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Posted: October 14, 2008
IMEC develops innovative architecture for flexible forward error correction
(Nanowerk News) IMEC has developed an innovative
architecture for flexible forward error correction (FEC). The solution
targets data transmission applications that need to combine flexibility,
high throughput, and low power consumption. Examples are future wireless
terminals and optical storage.
IMEC's FEC enables, on one processor, the
turbo- and LDPC decoding of major communication standards. The technology
is available for the industry either through a soft IP transfer, or through
joint R&D projects.
IMEC's FEC solution supports both turbo- and LDPC coding, including
multi-channel operation over different modes. It is the world's first
application-specific integrated processor (ASIP) for flexible FEC enabling
both turbo- and LDPC coding for 3rd generation mobile phones (3GPP-LTE),
wireless networks (IEEE802.11n, IEEE802.16(e)) and television broadcasting
Support for other convolutional turbo- or LDPC codes
can be enabled through assembly programming. A combined multiprocessor and
ultra-wide SIMD (single instruction, multiple data) approach achieves
scalability, high throughput and high energy efficiency.
FEC throughput for various supported standards
The preliminary estimates for throughput and energy consumption show that
IMEC's FEC solution is competitive with solutions that separate turbo and
LDPC decoding on dedicated hardware. The throughput that is achieved is
between 0.07 and 1.25Mbps/MHz, with efficiencies from 0.3 to 0.5nJ/bit/iter
in turbo mode and 0.08 to 0.1nJ/bit/iter in LDPC mode. The silicon area
used by the flexible solution is comparable to the sum of multiple
The new flexible FEC fits in IMEC's research strategy to design flexible
components for data transmission. These are targeted at, amongst others,
future mobile terminals; they combine high throughput, low power
consumption, and a small footprint. Other IMEC components that follow this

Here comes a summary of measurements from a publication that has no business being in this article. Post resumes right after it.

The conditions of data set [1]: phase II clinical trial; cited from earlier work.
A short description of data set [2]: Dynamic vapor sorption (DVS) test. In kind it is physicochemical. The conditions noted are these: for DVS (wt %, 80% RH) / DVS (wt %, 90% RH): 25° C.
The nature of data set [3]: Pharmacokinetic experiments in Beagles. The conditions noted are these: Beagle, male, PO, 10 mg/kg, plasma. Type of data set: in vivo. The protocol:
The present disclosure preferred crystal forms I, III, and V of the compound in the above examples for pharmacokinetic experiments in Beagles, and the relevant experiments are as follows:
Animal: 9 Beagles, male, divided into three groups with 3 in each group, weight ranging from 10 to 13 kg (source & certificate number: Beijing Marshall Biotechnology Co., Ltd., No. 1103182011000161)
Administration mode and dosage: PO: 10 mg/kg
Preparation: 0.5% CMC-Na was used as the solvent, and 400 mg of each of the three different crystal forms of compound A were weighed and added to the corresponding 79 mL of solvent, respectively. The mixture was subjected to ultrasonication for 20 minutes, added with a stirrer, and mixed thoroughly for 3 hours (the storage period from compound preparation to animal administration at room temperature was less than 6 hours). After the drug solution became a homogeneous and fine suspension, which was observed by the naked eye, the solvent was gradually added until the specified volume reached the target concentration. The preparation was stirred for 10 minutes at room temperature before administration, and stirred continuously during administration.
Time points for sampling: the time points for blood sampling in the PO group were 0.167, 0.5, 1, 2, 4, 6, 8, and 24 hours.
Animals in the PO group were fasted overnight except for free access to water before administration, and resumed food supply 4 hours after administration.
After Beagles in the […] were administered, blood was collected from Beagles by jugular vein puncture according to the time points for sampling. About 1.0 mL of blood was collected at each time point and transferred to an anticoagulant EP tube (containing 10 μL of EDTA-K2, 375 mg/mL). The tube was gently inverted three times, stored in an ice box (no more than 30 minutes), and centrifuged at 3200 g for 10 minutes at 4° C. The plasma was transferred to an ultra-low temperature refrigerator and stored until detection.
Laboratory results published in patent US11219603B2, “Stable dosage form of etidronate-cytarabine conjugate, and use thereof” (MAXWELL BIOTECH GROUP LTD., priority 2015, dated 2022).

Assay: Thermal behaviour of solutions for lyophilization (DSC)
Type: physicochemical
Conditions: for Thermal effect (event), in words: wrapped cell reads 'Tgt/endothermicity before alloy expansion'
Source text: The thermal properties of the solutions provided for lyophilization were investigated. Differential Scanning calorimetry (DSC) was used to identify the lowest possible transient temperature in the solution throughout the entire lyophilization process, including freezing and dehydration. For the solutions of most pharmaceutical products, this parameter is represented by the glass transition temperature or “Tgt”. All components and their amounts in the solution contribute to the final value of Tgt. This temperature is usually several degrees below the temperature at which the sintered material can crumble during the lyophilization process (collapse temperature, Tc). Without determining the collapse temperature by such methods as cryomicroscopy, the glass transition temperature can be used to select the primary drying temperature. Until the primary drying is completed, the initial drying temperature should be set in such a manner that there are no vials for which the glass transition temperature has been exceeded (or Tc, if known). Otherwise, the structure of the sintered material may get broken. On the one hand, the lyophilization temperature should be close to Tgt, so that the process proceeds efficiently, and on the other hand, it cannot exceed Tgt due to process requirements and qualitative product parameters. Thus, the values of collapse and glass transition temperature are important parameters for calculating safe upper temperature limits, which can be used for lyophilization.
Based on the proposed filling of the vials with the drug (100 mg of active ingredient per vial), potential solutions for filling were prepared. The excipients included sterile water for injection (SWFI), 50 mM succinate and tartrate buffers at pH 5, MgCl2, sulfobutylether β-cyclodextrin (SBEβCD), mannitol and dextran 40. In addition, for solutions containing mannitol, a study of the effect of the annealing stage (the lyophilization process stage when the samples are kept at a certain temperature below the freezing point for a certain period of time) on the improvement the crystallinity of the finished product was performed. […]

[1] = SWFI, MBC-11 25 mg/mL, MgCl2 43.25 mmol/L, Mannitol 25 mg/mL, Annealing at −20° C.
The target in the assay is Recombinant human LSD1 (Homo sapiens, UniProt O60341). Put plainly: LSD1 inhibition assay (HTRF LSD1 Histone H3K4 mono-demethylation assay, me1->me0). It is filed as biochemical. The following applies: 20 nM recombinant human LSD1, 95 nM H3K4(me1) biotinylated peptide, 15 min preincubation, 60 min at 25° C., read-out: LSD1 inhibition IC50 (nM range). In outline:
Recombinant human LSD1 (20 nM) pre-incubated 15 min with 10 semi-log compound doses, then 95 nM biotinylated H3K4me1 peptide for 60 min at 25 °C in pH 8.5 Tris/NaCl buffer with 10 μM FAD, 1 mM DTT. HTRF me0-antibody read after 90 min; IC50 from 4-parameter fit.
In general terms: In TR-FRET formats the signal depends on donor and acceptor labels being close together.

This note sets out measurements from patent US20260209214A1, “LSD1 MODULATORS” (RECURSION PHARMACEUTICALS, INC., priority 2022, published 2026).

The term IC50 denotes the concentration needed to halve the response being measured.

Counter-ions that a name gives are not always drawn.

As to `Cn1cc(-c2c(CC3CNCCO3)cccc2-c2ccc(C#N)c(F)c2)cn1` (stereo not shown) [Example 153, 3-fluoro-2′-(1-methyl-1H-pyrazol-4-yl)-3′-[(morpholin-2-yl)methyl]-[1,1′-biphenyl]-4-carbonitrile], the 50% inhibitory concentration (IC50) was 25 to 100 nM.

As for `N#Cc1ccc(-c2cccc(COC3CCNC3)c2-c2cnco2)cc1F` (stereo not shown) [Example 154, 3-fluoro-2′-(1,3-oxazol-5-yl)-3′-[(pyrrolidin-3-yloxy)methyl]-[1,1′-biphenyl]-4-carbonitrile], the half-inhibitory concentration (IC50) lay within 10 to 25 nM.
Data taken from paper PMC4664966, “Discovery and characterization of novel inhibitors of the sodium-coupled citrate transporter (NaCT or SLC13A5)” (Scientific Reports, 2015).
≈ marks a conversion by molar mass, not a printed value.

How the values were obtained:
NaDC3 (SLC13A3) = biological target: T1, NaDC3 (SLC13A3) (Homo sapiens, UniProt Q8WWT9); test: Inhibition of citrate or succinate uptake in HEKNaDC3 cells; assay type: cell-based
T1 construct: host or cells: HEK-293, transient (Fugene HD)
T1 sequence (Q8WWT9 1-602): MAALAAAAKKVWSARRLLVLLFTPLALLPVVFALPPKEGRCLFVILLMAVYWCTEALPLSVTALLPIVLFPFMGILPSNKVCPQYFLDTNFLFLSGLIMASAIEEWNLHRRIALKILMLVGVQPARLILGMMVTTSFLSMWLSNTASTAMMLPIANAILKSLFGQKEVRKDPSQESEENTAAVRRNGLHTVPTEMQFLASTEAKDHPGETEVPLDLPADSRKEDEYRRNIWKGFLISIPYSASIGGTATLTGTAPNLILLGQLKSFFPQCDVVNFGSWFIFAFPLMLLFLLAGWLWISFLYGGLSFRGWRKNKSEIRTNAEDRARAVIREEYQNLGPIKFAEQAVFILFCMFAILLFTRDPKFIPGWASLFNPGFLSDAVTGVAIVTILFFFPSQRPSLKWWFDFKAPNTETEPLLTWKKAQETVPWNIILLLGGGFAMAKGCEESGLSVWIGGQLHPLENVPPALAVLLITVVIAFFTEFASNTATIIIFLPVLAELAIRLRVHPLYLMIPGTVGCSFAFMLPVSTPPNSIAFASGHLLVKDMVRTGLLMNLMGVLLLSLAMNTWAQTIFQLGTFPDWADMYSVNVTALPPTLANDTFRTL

vision are a flexible RF transceiver and a flexible baseband chip.
invites partners to collaborate in this research through its joint research
programs. Industrial players can also profit from IMEC's research by
licensing the components.
FEC is used in all digital transmitters and receivers to ensure that the
digital message is sent free of errors. When the transmitter sends a
message, it encodes the bit stream, adding redundant data. These allow the
receiver to detect and correct errors - within some bounds - without asking
the transmitter for additional data. State-of-the-art FEC mainly uses 2
methods of FEC coding: turbo codes and LDPC codes. These are popular
because they allow high-speed FEC encoding and decoding. But turbo codes
and LDPC codes are complex, and decoding them puts a heavy computational
load on the receiver. Therefore, until recently, FEC decoders for the
different FEC methods were implemented as dedicated hardware blocks,
focusing on minimum power consumption and area, and thereby sacrificing
IMEC is a world-leading independent research center in nanoelectronics and
nanotechnology. IMEC vzw is headquartered in Leuven, Belgium, has a sister
company in the Netherlands, IMEC-NL, offices in the US, China and Taiwan,
and representatives in Japan. Its staff of more than 1600 people includes
more than 500 industrial residents and guest researchers.
IMEC's More Moore research aims at semiconductor scaling towards sub-32nm
nodes. With its More than Moore research, IMEC looks into technologies for
nomadic embedded systems, wireless autonomous transducer solutions,
biomedical electronics, photovoltaics, organic electronics and GaN power
IMEC's research bridges the gap between fundamental research at
universities and technology development in industry. Its unique balance of
processing and system know-how, intellectual property portfolio,
state-of-the-art infrastructure and its strong network worldwide position
IMEC as a key partner for shaping technologies for future systems.
Further information on IMEC can be found at www.imec.be.